That means, nationwide, potentially three million long-term unemployed workers will no longer have unemployment benefits. Add to that all those workers who have given up or—because of the poor economy—have never been able to enter the job market in the first place to gain the right to unemployment benefits. The Economic Policy Institute (EPI) calls those not included in the official unemployment rate “missing workers.”
After those long-term unemployed workers are thrown off the unemployment rolls, the “official” unemployment rate will drop 30%. (See how well the economy is doing, Thomas Herndon, nitpicky kid at Amherst. Austerity really does work!) Of course, following this drop, there will be a slight bump from another 310,000 layoffs in 2014 resulting from the reduction in worker spending caused by the elimination the EUC program. The good news for corporate spin doctors is the unemployment rate will drop back down in 26 weeks.
The Pentagon bulks up, again
Looking back to last year, the Pentagon received a budget of $613.9 billion, which included $88 billion in overseas contingency funds—mostly for the war in Afghanistan. For this year the Pentagon’s budget received only $80 billion in contingency funds, but ended up with a 2014 budget totaling $630 billion. (Scratch, scratch.) And this to a federal agency that the Government Accounting Office describes as having “significant financial and related business management systems and control weaknesses that have adversely affected DOD’s ability to control costs; ensure basic accountability; anticipate future costs and claims on the budget; measure performance; maintain funds control; prevent and detect fraud, waste and abuse; address pressing management issues; and prepare auditable financial statements…DOD is one of the few federal entities that cannot accurately account for its spending or assets.”
According to Laura Matthews of the International Business Times, the Pentagon has actually wanted to “trim the fat. It has proposed that Congress shutter, for example, some low-priority weapons programs such as the Global Hawk Block 30 drone and the C-27J Spartan cargo aircraft. However, such requests have been denied.”
It reminds me of the dysfunctional family in the fictional Cinderella tale—biological children spoiled and the step-child horribly neglected. Contrast the Pentagon to the food stamp program, which is another federal program purposely left out in the Murray-Ryan budget deal. Jack Rasmus, in his Counterpunch article, states that besides the cuts to the program that happened in November of last year, “further reductions are being negotiated that will conclude by February 2014 and will likely reduce food stamp spending by $8-$10 billion over the two year period of the recent budget deal.” At a time when the US Department of Agriculture estimates that 49 million Americans (17.6 million U.S. households) experience food insecurity each year, this should be a scandal. And needless to say—but I’ll say it anyway—the USDA estimate will certainly worsen with the elimination of long-term federal unemployment benefits.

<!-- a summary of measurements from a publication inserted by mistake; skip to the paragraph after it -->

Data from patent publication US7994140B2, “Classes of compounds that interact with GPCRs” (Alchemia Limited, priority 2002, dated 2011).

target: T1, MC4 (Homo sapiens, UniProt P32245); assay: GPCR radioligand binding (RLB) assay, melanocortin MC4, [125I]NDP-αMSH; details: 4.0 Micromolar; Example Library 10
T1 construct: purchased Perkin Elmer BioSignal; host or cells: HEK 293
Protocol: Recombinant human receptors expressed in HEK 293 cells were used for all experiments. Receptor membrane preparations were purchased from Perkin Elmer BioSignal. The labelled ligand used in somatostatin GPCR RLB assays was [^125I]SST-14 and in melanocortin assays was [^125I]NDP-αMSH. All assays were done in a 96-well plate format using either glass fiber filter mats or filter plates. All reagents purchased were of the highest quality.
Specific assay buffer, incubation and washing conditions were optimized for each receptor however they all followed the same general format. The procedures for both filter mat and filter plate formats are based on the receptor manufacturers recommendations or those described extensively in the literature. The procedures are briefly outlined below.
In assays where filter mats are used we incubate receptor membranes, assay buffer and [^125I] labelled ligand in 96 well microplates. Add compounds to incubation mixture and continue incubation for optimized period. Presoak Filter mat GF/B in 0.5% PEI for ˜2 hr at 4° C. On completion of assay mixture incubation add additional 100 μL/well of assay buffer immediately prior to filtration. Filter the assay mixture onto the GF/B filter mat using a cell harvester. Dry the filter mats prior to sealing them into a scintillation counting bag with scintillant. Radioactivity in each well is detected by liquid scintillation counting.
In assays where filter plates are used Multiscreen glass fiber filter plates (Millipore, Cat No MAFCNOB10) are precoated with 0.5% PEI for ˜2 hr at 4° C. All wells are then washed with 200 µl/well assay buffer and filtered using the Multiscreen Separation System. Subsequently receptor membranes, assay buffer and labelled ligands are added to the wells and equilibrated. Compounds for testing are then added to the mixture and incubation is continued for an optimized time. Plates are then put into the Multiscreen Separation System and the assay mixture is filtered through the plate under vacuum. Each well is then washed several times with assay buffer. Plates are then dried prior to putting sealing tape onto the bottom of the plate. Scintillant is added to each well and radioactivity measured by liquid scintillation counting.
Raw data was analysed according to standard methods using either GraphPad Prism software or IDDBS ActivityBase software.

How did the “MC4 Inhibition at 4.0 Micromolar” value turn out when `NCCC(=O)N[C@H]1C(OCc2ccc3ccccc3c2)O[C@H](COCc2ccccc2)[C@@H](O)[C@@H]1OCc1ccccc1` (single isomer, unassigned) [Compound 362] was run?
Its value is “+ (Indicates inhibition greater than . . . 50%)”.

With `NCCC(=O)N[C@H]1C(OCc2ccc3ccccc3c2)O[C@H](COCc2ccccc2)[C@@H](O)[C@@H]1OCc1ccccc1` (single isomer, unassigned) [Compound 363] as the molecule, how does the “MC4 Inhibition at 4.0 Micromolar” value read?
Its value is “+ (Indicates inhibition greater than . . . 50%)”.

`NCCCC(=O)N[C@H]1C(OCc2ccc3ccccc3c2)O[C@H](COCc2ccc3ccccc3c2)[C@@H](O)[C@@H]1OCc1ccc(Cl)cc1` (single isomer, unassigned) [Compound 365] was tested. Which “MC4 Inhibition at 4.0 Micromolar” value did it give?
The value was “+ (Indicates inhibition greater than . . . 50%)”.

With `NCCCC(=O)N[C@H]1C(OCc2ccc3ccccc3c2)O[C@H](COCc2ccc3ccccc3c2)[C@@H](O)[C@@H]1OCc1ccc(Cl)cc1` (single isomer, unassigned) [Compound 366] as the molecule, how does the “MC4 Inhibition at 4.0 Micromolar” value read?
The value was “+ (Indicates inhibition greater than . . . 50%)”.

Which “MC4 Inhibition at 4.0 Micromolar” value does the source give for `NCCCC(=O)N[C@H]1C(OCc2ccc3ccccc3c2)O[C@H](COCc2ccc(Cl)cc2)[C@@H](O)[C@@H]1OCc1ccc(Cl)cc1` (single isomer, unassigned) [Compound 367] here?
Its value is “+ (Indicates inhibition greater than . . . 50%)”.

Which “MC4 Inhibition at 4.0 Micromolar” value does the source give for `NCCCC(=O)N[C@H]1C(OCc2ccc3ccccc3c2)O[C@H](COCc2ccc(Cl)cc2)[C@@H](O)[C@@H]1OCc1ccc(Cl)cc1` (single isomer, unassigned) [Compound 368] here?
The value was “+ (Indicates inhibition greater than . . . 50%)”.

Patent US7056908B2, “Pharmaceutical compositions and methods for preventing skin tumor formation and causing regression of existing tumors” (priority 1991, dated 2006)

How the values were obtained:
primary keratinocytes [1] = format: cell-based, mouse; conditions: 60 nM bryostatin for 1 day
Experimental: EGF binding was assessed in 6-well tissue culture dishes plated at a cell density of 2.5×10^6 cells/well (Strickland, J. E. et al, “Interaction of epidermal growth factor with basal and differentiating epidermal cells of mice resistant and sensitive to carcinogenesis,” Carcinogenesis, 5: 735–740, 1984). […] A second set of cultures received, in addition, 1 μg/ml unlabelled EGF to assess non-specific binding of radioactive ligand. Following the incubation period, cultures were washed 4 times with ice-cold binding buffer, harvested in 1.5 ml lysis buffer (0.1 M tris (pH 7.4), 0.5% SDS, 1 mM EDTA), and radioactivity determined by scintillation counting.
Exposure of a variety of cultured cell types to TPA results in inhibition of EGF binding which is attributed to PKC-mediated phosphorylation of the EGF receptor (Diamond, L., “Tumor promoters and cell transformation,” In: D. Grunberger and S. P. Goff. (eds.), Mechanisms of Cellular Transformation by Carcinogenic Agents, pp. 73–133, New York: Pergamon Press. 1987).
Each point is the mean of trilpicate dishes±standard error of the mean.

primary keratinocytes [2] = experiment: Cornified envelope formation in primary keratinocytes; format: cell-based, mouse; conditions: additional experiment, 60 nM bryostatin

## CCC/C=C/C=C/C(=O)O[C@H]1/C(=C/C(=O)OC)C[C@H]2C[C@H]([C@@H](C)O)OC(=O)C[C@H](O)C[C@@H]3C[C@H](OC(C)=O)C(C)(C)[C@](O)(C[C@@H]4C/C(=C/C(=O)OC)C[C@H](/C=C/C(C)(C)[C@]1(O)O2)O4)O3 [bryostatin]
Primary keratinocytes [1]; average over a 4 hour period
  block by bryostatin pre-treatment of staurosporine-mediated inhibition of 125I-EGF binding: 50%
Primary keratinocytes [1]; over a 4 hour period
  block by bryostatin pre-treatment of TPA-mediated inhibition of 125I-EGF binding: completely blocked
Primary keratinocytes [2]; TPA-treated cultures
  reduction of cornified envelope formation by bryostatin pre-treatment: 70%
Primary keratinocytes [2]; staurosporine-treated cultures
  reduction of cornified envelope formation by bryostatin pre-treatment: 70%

By not including the elimination of long-term unemployment benefits ($25 billion) and the likely February reduction in the food stamp program ($8-10 billion), the Murray and Ryan budget deal hides the full impact on the American public “while pundits debate whether Republicans or Democrats won the negotiations.” As Katrina Vanden Heuvel, says in the Washington Post, “the real losers are the American people, on whose backs the deal was brokered. Never mind that it makes none of the crucial investments in education, infrastructure and research that will secure our future. This budget is a lousy deal for the millions of Americans still out of work, for the one in five children growing up in poverty, for the countless families still struggling to make ends meet.”
How does the future look?
Not so good. Remember the Fiscal Cliff that was avoided a year ago? It’s the one in which most of the Bush-era tax cuts for the rich, worth $4 trillion, were made permanent, but the federal long-term unemployment benefits were extended for only one year. This year’s agreement reflects the same intentions. John Cassidy in The New Yorker wrote, “the most stark reminder of how things have changed in Washington over the past few years is to look at the revised spending figure for discretionary spending in fiscal 2014. It’s $1.012 trillion. That’s slightly more than the Republican negotiators wanted, but it’s twenty-seven billion dollars less than Ryan proposed in his 2011 budget, which, at the time, was widely agreed to be so draconian it was unrealistic.”
Sylvia Smith is a long-time WIPster and Evergreen graduate, who would really appreciate someone coming forward with a background in economics to write about these crappy economic times.